The New Sweet Style: A Novel

Book Reviews

The New Sweet Style: A Novel

by Vassily Aksyonov

Random House, 496 pp., $29.95

The New Sweet Style, by Russian émigré novelist Vassily Aksyonov, is more than a postmodern wink at the nature of fiction, the absurdities of democratic and totalitarian states, the garish beauty of pop culture, love, death, celebrity, and genetic inheritance. There would be nothing particularly rousing about it, other than its manic Marx Brothers energy, if it were. We've been intimate with this type of archness the last two decades: writers who are playful without ever feeling gravity's tug. But The New Sweet Style is actually a throwback in some ways, a passionate homage to earlier literature with its overt references to Dante and Beatrice, its picaresque plot structure, its overriding obsessions with the timeless mixing of divine and earthly love.

The New Sweet Style is the story of Alex Korbach, a folksinger, playwright, actor, and infinite jester, a "sort of cross between Bob Dylan and Woody Allen," as one character calls him, who is booted out of the Soviet Union in 1980 because he has tweaked the Kremlin's nose one too many times. He's told as he's leaving the USSR that the name "Korbach" is a "big name in the States," and expects when he arrives in New York a confirmation of his international reputation as artist and iconoclast. Sure enough, there's a jumble of media types at the airport gate, but he soon discovers that they are there for a famous tennis star. Soon, he becomes a picaresque wanderer, forever glancing behind him for KGB operatives (who have enlisted his former wife to spy on him) and discovers, while on a drunken binge in Times Square, that "Korbach" is, in fact, a big name in the States -- it's the name of a Macy's-like department store. In a state of drunken limbo, he stands (wobbles) before a gigantic Korbach retail sign, and like an ill-equipped prophet, promptly misinterprets what he sees: "In huge, burning letters, standing out against a dark sky, was his own name. --Well, that's it [he thought]. My time has come. They're calling. Everyone goes through his sufferings on the Day of Judgment alone." These types of misinterpretations, as you might expect in a novel about an émigré, become central to the novel.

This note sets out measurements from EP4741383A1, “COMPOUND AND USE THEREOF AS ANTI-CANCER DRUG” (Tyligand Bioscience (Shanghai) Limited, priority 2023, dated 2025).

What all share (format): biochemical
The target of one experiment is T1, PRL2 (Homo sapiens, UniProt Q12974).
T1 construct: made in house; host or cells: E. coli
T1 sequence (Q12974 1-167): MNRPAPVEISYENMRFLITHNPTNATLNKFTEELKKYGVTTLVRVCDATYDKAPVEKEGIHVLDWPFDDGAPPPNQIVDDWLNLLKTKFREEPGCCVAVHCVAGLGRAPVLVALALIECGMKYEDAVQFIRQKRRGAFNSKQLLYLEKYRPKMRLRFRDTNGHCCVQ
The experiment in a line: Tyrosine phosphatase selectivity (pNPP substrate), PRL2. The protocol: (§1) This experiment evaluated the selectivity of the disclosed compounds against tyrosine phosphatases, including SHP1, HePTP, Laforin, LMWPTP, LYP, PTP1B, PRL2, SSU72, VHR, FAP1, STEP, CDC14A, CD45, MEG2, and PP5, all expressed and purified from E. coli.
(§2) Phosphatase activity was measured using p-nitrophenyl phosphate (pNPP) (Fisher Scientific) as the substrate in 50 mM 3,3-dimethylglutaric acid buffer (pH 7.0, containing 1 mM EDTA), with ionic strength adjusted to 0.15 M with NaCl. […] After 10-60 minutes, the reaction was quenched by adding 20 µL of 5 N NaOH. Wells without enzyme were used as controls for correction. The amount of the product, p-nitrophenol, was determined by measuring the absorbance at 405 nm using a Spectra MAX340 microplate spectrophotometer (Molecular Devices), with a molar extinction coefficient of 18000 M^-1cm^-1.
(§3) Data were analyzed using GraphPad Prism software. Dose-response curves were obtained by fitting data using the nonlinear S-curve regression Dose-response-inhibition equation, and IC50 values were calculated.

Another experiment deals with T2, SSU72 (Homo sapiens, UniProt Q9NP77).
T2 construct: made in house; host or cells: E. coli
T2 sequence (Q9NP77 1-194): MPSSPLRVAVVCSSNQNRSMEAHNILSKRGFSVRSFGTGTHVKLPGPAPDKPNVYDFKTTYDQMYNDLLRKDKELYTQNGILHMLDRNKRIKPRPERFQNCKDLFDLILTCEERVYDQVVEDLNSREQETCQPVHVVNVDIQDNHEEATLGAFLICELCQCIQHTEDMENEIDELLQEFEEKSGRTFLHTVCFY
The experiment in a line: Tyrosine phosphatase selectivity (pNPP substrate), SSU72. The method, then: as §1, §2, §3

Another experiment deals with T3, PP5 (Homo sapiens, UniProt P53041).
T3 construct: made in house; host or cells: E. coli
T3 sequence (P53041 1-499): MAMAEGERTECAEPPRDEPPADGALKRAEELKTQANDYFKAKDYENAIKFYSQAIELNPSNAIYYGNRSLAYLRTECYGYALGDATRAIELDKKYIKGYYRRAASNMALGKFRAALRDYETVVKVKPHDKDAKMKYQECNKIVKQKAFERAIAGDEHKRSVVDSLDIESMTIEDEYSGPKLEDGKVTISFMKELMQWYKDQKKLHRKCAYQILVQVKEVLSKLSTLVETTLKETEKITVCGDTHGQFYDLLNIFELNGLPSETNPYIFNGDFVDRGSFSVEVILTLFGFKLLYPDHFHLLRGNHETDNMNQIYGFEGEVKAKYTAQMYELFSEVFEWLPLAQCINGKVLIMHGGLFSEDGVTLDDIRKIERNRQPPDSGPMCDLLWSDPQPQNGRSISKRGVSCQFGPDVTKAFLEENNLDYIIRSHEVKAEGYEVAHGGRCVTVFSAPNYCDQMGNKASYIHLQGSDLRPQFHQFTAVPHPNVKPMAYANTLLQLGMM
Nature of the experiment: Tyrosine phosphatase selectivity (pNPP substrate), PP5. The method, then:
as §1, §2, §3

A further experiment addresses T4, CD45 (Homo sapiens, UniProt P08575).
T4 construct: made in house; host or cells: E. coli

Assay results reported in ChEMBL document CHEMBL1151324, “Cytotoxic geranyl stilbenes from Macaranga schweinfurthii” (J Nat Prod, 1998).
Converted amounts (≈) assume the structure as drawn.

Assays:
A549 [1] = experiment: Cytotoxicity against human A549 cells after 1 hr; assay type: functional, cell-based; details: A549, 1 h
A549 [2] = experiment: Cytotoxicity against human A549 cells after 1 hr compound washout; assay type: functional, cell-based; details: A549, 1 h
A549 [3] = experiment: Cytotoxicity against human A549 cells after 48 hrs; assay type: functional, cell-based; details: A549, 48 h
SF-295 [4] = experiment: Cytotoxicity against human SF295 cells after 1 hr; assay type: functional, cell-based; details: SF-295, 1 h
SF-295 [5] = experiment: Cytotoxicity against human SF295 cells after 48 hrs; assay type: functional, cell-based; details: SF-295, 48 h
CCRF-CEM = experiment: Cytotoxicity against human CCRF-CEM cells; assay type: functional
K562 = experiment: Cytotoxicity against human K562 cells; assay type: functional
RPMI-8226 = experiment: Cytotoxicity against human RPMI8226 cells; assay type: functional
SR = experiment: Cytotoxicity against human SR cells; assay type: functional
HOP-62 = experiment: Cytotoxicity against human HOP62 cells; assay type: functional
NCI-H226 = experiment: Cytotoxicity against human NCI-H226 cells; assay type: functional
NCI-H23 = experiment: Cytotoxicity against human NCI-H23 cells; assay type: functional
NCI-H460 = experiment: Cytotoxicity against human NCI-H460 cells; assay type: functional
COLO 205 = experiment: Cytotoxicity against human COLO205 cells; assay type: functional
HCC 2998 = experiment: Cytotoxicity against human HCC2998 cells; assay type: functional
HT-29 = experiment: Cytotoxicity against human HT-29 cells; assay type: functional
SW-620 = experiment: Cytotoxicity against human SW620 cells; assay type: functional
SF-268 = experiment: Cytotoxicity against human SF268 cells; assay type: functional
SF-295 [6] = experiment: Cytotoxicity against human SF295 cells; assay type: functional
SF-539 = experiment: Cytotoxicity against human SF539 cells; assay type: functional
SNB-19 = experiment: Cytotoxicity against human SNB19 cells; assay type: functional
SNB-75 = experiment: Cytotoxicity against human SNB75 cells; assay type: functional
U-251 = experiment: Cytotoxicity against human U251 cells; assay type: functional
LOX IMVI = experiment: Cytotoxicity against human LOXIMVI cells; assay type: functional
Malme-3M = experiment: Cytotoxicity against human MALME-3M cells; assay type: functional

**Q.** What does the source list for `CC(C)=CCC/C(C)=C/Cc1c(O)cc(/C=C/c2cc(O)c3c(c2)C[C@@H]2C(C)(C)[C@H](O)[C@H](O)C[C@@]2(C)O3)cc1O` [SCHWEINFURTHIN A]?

The early wanderings and episodic nature of the novel mirror somewhat Dante's journey with Virgil, although Aksyonov's American hell is decidedly less orderly than Dante's. And it's a line from the divine comedy that immediately imparts gravity to all of Aksyonov's postmodern flirting. Alex chants, "They know not that we are merely worms/in which are being formed a moth imperishable/soaring up to God's judgment from their darkness," as a kind of mantra (while developing a fondness for scotch) to get himself through the émigré experience. And these lines seem the key to the "new sweet style" that Alex, as an artist, is trying to revive, combining the vulgar with the sacred, just as his hero Dante did. Along the way, he's guided by his own Virgil, the head of the Korbach Retail empire and his fourth cousin, Stanley, who, coincidentally, is a big Dante fan himself. As a result of Stanley's influence (not to mention genes), Alex leaves his fifth-circle-of-hell life as an L.A. parking garage attendant and reenters the artistic world. He performs at a reunion of the Korbachs and meets his own Beatrice in the form of Stanley's daughter Nora. And this is where Aksyonov hits his stride: "Before [Alex's] eyes -- the heads of the crowd gradually turned into faces with little wings of applause fluttering beneath their chins. At the far end of the hall, there was Nora, "with two shining mirrors of the soul.' A thrilling tumult boiled up within [him]. He had never been so on edge in his life." Alex proceeds to put together an improbable performance art piece that includes Elvis-like crooning and social protest back flips. Of course, this tumult is what Aksyonov wants the reader to participate in, this thrill of repatriation to life, an appreciation of the libido mixed with the soul. And because he simultaneously defies and respects gravity, you feel compelled to go along.

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